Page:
• This is due to climate change, including warmer temperatures and drier conditions with more frequent droughts. Land-use change is another risk factor, including commercial logging and deforestation for farms, pastures and urban expansion. Another cause of wildfire proliferation is aggressive natural fire suppression, which is essential in some natural systems to limit the amounts of combustible materials, and inappropriate fire management policies that exclude traditional fire management practices. and indigenous knowledge.
  • The long-term effects on human health extend beyond those who fight wildfires, who are evacuated or who suffer casualties. Smoke and particulates from wildfires have significant health consequences in downwind settlements, sometimes thousands of miles from the source, with impacts often exacerbated among people with pre-existing conditions, women, children, the elderly and the poor. Changes in fire regimes are also expected to cause massive loss of biodiversity, putting more than 4,400 terrestrial and freshwater species at risk.
  • Wildfires generate black carbon and other pollutants that can pollute water sources, promote the melting of glaciers, cause landslides and large-scale algal blooms in the oceans, and transform the sinks of carbon such as tropical forests into carbon sources.
  • Report calls for more investment in wildfire risk reduction; the development of prevention and response management approaches that include vulnerable, rural, traditional and indigenous communities; and other improvements in remote sensing capabilities, such as satellites, radar, and lightning detection.

Climate change is disrupting the natural rhythms of plants and animals

  • Phenology is the timing of recurring life cycle stages driven by environmental forces, and how, within an ecosystem, interacting species respond to changing conditions. Plants and animals in terrestrial, aquatic and marine ecosystems use temperature, day length or rainfall as cues to know when to unfold leaves, flower, bear fruit, reproduce, nest, pollinate, migrate or transform in another way.
  • Phenological changes occur when species alter the timing of life cycle stages in response to changing environmental conditions altered by climate change. The problem is that interacting species in an ecosystem do not always change the timing in the same direction or at the same rate.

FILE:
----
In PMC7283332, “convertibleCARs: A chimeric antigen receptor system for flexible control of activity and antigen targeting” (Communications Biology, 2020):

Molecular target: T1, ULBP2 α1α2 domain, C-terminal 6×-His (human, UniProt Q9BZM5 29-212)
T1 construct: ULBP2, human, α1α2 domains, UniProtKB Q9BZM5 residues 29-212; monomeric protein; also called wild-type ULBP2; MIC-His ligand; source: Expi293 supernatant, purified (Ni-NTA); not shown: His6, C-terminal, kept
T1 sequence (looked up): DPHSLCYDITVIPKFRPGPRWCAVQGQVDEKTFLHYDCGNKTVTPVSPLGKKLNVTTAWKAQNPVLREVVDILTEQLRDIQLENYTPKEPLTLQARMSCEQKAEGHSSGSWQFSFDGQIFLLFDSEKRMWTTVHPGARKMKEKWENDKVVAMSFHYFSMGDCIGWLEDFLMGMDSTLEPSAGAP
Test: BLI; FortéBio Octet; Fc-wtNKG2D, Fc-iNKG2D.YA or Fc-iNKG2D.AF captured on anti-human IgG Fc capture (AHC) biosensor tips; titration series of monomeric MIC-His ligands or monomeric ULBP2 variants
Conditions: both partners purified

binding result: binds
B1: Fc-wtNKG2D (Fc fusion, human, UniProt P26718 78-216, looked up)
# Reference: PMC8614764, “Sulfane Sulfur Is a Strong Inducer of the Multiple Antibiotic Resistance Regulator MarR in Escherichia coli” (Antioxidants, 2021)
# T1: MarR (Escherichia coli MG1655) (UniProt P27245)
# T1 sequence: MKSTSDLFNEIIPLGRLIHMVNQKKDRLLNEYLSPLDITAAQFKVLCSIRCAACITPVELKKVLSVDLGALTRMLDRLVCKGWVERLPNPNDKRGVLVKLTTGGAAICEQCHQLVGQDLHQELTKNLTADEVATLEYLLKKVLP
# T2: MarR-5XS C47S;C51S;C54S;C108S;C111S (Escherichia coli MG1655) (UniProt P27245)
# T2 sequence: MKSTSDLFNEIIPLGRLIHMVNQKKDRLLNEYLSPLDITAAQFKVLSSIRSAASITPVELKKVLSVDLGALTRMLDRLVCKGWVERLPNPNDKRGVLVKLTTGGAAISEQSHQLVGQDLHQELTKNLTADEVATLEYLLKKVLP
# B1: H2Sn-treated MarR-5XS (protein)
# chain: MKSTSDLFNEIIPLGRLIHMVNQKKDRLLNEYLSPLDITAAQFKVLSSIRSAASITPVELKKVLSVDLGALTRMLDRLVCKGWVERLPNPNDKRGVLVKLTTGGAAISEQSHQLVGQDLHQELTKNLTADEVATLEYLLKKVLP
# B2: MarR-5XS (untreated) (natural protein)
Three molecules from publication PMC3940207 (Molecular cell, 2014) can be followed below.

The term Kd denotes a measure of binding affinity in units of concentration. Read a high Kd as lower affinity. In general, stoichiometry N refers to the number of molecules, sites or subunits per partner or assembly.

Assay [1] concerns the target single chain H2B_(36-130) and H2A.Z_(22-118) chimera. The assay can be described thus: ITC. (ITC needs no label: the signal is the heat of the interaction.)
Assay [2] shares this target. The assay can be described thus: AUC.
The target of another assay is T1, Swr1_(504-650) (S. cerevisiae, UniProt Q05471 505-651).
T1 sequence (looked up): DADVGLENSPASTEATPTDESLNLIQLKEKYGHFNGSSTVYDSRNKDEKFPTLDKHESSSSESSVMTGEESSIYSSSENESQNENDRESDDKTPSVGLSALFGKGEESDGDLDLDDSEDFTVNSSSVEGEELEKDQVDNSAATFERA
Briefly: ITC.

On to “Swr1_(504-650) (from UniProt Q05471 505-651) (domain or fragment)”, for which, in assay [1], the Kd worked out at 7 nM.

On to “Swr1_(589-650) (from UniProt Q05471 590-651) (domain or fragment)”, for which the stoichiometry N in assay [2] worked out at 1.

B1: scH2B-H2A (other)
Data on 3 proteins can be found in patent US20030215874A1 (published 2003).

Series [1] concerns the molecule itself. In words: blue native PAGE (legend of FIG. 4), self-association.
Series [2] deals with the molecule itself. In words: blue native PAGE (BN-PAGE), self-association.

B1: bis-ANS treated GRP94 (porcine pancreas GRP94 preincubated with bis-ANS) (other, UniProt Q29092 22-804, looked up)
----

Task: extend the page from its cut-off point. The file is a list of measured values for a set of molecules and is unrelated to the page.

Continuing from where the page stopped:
• These phenological changes are increasingly disrupted by climate change, desynchronizing plants and animals from their natural rhythms and leading to lags, for example when plants change life cycle stages faster than herbivores.
  • Long-distance migrants are particularly vulnerable to phenological changes. Local weather signals that normally trigger migration may no longer accurately predict conditions at their destination and at resting sites along the route.
  • Phenological changes in crops in response to seasonal variations will challenge food production in the face of climate change. Changes in the phenology of commercially important marine species and their prey have important consequences for the productivity of stocks and fisheries.
  • The full effects of phenological mismatches require further research. Maintaining suitable habitats and ecological connectivity, enhancing biological diversity integrity, coordinating international efforts along migratory routes, supporting resilience and maintaining genetic variation within species are crucial conservation goals. Above all, limit the rate of warming by reducing CO2 emissions is essential.

Distributed by APO Group for the United Nations Environment Program (UNEP).

This press release was issued by APO. Content is not vetted by the African Business editorial team and none of the content has been verified or validated by our editorial teams, proofreaders or fact checkers. The issuer is solely responsible for the content of this announcement.